I visited the Dallas Farmers Market yesterday, hoping to find the inspiration I needed to add more fruits and vegetables to my diet. Since this would be my first real visit to the Market, I wanted learn what the market had to offer. I was able to purchase seven beefsteak tomatoes for only $2 — a much better price than I’d find at the grocery store. But more importantly, the selection was incredible and the vegetables were so beautiful that even a die-hard meat-and-potatoes lover would find them hard to resist.

Navigating the market:

The Dallas Market is located near the heart of downtown Dallas and consists of four large sheds and a floral vendor. Produce is sold in sheds 1, 3 and 4. Shed 3 is reserved for eateries and all other items, such as locally-raised beef, chicken and lamb; herbs and spices; and locally-roasted coffee. Vendors adjacent to the market and across the street sell plants and lawn and garden items and provide a comfort cushion from downtown’s looming skyscrapers a short distance away.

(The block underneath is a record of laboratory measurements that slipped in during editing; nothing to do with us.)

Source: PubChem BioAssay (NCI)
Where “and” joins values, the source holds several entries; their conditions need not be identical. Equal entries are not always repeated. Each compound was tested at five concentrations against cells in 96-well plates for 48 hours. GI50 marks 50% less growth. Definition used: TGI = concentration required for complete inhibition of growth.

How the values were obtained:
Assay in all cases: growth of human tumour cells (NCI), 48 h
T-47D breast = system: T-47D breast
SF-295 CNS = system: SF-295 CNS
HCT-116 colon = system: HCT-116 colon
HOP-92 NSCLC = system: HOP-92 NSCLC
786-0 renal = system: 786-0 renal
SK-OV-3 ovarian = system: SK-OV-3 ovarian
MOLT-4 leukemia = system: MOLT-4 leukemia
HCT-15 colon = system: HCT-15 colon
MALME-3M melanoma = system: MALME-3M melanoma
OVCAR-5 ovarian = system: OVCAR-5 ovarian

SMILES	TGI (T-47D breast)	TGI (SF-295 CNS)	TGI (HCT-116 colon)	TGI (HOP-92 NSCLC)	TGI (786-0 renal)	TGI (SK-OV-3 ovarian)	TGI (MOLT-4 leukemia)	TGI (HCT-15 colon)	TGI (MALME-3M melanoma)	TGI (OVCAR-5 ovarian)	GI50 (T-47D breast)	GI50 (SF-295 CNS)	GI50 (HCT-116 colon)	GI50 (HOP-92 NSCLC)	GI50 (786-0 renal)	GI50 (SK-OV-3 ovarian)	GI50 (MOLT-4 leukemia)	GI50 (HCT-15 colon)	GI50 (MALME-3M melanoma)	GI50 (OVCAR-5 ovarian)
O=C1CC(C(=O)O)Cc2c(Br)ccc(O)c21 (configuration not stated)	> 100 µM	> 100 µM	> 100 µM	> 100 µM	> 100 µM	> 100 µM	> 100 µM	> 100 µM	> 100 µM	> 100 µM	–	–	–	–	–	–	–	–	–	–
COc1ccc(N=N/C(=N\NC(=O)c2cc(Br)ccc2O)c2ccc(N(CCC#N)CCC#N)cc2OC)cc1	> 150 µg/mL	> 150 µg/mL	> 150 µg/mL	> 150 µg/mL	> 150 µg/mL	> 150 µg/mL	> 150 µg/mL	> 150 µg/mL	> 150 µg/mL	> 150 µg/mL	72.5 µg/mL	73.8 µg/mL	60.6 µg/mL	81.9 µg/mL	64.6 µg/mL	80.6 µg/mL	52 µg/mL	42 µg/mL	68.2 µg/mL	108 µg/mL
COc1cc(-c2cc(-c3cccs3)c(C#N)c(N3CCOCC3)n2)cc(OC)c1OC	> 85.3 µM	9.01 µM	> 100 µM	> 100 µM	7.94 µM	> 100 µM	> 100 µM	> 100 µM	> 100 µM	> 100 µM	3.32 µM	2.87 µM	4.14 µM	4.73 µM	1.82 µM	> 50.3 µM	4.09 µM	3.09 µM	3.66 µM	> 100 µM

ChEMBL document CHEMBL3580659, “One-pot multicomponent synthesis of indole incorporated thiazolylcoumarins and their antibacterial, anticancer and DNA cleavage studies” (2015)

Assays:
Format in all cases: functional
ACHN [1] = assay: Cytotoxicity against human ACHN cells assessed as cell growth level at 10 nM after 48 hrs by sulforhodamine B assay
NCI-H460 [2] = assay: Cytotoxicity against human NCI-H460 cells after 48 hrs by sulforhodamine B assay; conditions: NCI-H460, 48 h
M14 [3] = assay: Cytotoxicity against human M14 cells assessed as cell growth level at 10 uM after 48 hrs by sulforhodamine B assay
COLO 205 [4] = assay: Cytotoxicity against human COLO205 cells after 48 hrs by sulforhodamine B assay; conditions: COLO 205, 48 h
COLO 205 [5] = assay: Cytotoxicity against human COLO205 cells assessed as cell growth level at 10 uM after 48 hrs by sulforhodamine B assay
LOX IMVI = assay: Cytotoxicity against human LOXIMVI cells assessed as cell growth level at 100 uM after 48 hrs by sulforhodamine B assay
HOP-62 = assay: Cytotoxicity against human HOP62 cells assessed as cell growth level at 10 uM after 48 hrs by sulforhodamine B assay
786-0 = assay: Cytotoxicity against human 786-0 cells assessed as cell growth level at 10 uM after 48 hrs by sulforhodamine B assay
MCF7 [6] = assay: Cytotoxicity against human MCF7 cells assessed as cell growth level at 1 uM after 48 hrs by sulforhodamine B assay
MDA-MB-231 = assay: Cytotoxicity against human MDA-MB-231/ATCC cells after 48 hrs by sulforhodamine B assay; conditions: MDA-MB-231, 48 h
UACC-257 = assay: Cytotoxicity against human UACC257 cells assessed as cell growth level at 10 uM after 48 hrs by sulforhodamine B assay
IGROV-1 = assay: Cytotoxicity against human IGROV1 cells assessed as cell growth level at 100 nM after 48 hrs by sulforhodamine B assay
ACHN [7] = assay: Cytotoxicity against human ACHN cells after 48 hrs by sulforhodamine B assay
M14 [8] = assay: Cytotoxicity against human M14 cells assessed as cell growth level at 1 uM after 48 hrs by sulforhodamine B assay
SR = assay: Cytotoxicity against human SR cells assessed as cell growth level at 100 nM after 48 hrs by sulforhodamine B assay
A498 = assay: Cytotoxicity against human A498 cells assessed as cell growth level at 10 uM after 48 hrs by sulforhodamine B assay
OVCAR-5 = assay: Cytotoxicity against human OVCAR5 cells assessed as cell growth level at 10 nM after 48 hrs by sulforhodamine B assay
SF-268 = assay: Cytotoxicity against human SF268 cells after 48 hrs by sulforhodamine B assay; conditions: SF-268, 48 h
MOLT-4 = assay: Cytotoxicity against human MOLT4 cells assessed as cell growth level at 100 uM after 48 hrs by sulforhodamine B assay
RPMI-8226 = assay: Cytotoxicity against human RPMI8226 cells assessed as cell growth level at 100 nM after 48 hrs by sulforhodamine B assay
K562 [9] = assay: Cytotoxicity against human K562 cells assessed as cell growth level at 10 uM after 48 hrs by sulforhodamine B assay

Three types of produce vendors:

  • Local Farmers – Local farmers selling their own produce are identified with “Verified LOCAL Farmer” signs. To qualify for this designation, farmers must sell produce grown within a 150-mile radius of Dallas. The best time to purchase produce from local farmers is early Saturday morning. Unfortunately, there were no local farmers when I visited Sunday.
  • Produce DealersProduce dealers are merchants that buy and resell produce purchased from growers  or wholesale produce warehouses. During the height of local produce season, produce dealers may also sell produce grown by local farmers.
  • WholesalersWholesale vendors offer produce in bulk quantities at wholesale prices.